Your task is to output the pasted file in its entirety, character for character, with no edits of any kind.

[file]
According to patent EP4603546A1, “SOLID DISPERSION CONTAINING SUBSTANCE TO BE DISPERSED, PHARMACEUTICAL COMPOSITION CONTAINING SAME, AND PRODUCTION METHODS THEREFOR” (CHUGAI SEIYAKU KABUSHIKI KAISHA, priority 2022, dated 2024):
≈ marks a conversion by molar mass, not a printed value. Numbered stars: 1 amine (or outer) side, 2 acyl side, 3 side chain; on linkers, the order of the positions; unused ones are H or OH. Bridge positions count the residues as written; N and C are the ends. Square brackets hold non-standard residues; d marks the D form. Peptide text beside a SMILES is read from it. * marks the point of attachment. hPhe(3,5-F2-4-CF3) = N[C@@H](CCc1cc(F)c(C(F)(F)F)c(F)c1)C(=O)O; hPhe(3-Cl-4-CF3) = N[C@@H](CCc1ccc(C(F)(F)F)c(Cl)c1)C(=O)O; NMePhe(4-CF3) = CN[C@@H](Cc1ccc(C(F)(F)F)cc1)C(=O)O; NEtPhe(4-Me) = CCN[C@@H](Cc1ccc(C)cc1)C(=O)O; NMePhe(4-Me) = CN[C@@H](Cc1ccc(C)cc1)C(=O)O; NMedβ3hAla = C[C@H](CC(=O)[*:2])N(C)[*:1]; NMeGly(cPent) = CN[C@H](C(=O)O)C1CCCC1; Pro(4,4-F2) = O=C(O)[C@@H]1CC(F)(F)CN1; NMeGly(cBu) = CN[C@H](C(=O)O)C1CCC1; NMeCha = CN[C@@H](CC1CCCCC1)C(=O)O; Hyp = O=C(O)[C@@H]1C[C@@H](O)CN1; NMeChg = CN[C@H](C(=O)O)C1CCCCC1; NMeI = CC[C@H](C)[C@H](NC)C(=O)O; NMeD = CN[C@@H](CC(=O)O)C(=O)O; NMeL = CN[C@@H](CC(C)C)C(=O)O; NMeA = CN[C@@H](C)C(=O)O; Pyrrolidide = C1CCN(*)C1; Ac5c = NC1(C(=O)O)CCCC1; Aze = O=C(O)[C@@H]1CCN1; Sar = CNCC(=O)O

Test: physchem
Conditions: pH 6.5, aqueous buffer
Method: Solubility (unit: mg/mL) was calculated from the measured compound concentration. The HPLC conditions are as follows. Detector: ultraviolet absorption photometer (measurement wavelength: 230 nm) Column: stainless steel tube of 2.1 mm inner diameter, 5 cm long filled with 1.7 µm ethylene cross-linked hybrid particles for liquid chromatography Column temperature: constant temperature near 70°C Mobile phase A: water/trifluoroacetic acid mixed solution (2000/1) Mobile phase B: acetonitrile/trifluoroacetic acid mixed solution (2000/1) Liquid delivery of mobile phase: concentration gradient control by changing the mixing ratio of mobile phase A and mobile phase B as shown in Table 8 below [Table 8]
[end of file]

According to patent EP4603546A1, “SOLID DISPERSION CONTAINING SUBSTANCE TO BE DISPERSED, PHARMACEUTICAL COMPOSITION CONTAINING SAME, AND PRODUCTION METHODS THEREFOR” (CHUGAI SEIYAKU KABUSHIKI KAISHA, priority 2022, dated 2024):
≈ marks a conversion by molar mass, not a printed value. Numbered stars: 1 amine (or outer) side, 2 acyl side, 3 side chain; on linkers, the order of the positions; unused ones are H or OH. Bridge positions count the residues as written; N and C are the ends. Square brackets hold non-standard residues; d marks the D form. Peptide text beside a SMILES is read from it. * marks the point of attachment. hPhe(3,5-F2-4-CF3) = N[C@@H](CCc1cc(F)c(C(F)(F)F)c(F)c1)C(=O)O; hPhe(3-Cl-4-CF3) = N[C@@H](CCc1ccc(C(F)(F)F)c(Cl)c1)C(=O)O; NMePhe(4-CF3) = CN[C@@H](Cc1ccc(C(F)(F)F)cc1)C(=O)O; NEtPhe(4-Me) = CCN[C@@H](Cc1ccc(C)cc1)C(=O)O; NMePhe(4-Me) = CN[C@@H](Cc1ccc(C)cc1)C(=O)O; NMedβ3hAla = C[C@H](CC(=O)[*:2])N(C)[*:1]; NMeGly(cPent) = CN[C@H](C(=O)O)C1CCCC1; Pro(4,4-F2) = O=C(O)[C@@H]1CC(F)(F)CN1; NMeGly(cBu) = CN[C@H](C(=O)O)C1CCC1; NMeCha = CN[C@@H](CC1CCCCC1)C(=O)O; Hyp = O=C(O)[C@@H]1C[C@@H](O)CN1; NMeChg = CN[C@H](C(=O)O)C1CCCCC1; NMeI = CC[C@H](C)[C@H](NC)C(=O)O; NMeD = CN[C@@H](CC(=O)O)C(=O)O; NMeL = CN[C@@H](CC(C)C)C(=O)O; NMeA = CN[C@@H](C)C(=O)O; Pyrrolidide = C1CCN(*)C1; Ac5c = NC1(C(=O)O)CCCC1; Aze = O=C(O)[C@@H]1CCN1; Sar = CNCC(=O)O

Test: physchem
Conditions: pH 6.5, aqueous buffer
Method: Solubility (unit: mg/mL) was calculated from the measured compound concentration. The HPLC conditions are as follows. Detector: ultraviolet absorption photometer (measurement wavelength: 230 nm) Column: stainless steel tube of 2.1 mm inner diameter, 5 cm long filled with 1.7 µm ethylene cross-linked hybrid particles for liquid chromatography Column temperature: constant temperature near 70°C Mobile phase A: water/trifluoroacetic acid mixed solution (2000/1) Mobile phase B: acetonitrile/trifluoroacetic acid mixed solution (2000/1) Liquid delivery of mobile phase: concentration gradient control by changing the mixing ratio of mobile phase A and mobile phase B as shown in Table 8 below [Table 8]